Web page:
Are health insurance brokers an endangered species?

By Lauren McNitt

ProducersWEB


Two provisions of health care reform could be devastating to health insurance agents.

The first requires states to create health insurance exchanges where consumers can go online to compare coverage and costs of various plans. Agent and broker groups are concerned consumers won't seek the assistance of brokers if they can go to one website to view their options and make their purchase.

The second requires insurers to spend at least 80 cents of every premium dollar on medical care. The Department of Health and Human Services recently finalized the rules for the medical loss ratios, and categorized agent commissions as administrative costs. Insurers are now considering cutting or eliminating these commissions to save money.

For example, Aetna sent a letter to its brokers on Nov. 22 that said the insurer no longer includes commissions for midmarket premiums. Instead, Aetna will give brokers an amount approved by the employer client. Blue Cross and others have made similar announcements.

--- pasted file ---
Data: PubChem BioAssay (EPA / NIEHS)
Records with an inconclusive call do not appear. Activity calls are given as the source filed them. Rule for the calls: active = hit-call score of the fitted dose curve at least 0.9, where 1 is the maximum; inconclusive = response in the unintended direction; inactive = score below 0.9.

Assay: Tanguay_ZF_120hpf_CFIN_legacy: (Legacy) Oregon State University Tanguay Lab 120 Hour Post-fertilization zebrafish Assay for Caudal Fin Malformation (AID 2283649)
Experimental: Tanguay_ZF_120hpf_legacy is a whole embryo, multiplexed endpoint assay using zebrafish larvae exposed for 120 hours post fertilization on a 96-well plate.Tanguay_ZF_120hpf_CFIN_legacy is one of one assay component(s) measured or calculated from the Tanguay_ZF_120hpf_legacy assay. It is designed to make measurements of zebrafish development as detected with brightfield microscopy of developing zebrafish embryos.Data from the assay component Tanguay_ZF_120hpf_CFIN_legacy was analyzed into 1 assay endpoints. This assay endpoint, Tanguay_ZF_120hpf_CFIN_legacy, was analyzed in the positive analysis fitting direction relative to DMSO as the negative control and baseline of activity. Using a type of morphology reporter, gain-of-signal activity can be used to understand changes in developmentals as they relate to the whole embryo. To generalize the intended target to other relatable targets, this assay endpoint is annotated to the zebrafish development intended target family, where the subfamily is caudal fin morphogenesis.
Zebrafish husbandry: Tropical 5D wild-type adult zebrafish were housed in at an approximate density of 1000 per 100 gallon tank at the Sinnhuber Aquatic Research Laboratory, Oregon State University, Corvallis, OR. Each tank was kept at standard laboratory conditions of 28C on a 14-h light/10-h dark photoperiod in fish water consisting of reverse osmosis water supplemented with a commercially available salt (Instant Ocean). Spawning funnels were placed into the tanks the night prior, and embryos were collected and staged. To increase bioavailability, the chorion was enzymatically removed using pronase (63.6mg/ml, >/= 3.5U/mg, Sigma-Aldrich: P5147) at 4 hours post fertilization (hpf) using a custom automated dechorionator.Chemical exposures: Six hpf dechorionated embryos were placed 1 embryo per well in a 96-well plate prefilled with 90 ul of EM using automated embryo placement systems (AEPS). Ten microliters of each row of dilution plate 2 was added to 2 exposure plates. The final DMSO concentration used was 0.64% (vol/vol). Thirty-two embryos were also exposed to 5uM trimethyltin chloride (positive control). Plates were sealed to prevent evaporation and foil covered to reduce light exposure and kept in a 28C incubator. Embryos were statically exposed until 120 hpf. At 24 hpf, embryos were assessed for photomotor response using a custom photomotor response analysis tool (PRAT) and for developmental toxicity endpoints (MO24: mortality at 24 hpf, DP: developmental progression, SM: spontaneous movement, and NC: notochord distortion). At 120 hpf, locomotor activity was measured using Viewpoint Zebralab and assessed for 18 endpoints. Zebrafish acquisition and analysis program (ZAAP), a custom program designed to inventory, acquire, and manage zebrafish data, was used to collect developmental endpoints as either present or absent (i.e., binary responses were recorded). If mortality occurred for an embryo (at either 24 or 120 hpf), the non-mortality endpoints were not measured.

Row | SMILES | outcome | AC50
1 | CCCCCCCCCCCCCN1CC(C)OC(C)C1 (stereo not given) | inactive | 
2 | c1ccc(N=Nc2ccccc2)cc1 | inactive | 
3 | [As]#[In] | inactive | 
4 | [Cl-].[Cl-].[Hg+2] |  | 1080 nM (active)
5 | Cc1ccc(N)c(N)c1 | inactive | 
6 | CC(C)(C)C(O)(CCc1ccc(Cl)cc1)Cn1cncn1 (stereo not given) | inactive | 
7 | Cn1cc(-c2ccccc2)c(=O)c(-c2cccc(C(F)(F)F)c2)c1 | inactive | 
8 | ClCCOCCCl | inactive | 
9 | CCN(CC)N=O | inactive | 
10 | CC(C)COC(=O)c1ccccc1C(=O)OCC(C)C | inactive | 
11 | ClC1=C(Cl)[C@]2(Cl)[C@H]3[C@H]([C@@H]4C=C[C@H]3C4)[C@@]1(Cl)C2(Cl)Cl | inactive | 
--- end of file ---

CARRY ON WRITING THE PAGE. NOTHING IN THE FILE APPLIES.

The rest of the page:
Given the implications of these measures, it appears agents and brokers could be in danger of extinction. However, optimists argue the following fixes could keep agents in business:

  • Some states are seeking waivers to exempt them from the MLR rules. Others are anticipating Congress will make changes to the rule.


  • In 2014, under the insurance mandate many consumers will be purchasing new health insurance policies, so volume may make up difference.


  • Or, exchanges could pay agents a set amount for each individual they assist. For instance, Utah’s exchange, in place since before the health care overhaul, encourages consumers to use agents registered with the exchange. The agents then receive payment based on each client they assist.